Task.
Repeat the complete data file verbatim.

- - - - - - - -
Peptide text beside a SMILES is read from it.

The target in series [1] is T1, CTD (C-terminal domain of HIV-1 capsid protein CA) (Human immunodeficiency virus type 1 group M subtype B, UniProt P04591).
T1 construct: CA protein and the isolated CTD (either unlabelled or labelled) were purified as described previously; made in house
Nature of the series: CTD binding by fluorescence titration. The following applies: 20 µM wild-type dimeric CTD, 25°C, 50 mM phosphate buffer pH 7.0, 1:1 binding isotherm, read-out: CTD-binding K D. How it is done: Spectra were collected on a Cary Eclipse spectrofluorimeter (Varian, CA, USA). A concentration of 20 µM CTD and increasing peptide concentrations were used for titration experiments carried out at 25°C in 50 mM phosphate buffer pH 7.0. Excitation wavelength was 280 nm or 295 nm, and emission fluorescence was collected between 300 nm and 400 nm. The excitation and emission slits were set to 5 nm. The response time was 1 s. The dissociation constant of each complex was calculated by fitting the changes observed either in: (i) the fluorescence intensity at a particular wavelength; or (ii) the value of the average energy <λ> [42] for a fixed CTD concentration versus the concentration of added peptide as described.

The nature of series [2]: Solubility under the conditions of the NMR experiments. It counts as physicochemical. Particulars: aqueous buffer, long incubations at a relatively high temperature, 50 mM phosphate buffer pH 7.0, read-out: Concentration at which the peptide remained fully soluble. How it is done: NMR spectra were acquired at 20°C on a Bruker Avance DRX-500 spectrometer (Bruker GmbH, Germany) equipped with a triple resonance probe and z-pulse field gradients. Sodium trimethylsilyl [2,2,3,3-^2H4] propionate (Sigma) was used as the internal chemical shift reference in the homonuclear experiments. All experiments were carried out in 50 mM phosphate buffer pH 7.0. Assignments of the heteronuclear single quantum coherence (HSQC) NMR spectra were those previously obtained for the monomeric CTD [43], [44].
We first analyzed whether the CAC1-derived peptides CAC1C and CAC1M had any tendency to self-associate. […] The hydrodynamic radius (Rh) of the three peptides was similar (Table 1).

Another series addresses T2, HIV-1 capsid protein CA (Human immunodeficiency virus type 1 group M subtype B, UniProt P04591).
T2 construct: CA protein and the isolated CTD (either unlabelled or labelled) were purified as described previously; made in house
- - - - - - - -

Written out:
Peptide text beside a SMILES is read from it.

The target in series [1] is T1, CTD (C-terminal domain of HIV-1 capsid protein CA) (Human immunodeficiency virus type 1 group M subtype B, UniProt P04591).
T1 construct: CA protein and the isolated CTD (either unlabelled or labelled) were purified as described previously; made in house
Nature of the series: CTD binding by fluorescence titration. The following applies: 20 µM wild-type dimeric CTD, 25°C, 50 mM phosphate buffer pH 7.0, 1:1 binding isotherm, read-out: CTD-binding K D. How it is done: Spectra were collected on a Cary Eclipse spectrofluorimeter (Varian, CA, USA). A concentration of 20 µM CTD and increasing peptide concentrations were used for titration experiments carried out at 25°C in 50 mM phosphate buffer pH 7.0. Excitation wavelength was 280 nm or 295 nm, and emission fluorescence was collected between 300 nm and 400 nm. The excitation and emission slits were set to 5 nm. The response time was 1 s. The dissociation constant of each complex was calculated by fitting the changes observed either in: (i) the fluorescence intensity at a particular wavelength; or (ii) the value of the average energy <λ> [42] for a fixed CTD concentration versus the concentration of added peptide as described.

The nature of series [2]: Solubility under the conditions of the NMR experiments. It counts as physicochemical. Particulars: aqueous buffer, long incubations at a relatively high temperature, 50 mM phosphate buffer pH 7.0, read-out: Concentration at which the peptide remained fully soluble. How it is done: NMR spectra were acquired at 20°C on a Bruker Avance DRX-500 spectrometer (Bruker GmbH, Germany) equipped with a triple resonance probe and z-pulse field gradients. Sodium trimethylsilyl [2,2,3,3-^2H4] propionate (Sigma) was used as the internal chemical shift reference in the homonuclear experiments. All experiments were carried out in 50 mM phosphate buffer pH 7.0. Assignments of the heteronuclear single quantum coherence (HSQC) NMR spectra were those previously obtained for the monomeric CTD [43], [44].
We first analyzed whether the CAC1-derived peptides CAC1C and CAC1M had any tendency to self-associate. […] The hydrodynamic radius (Rh) of the three peptides was similar (Table 1).

Another series addresses T2, HIV-1 capsid protein CA (Human immunodeficiency virus type 1 group M subtype B, UniProt P04591).
T2 construct: CA protein and the isolated CTD (either unlabelled or labelled) were purified as described previously; made in house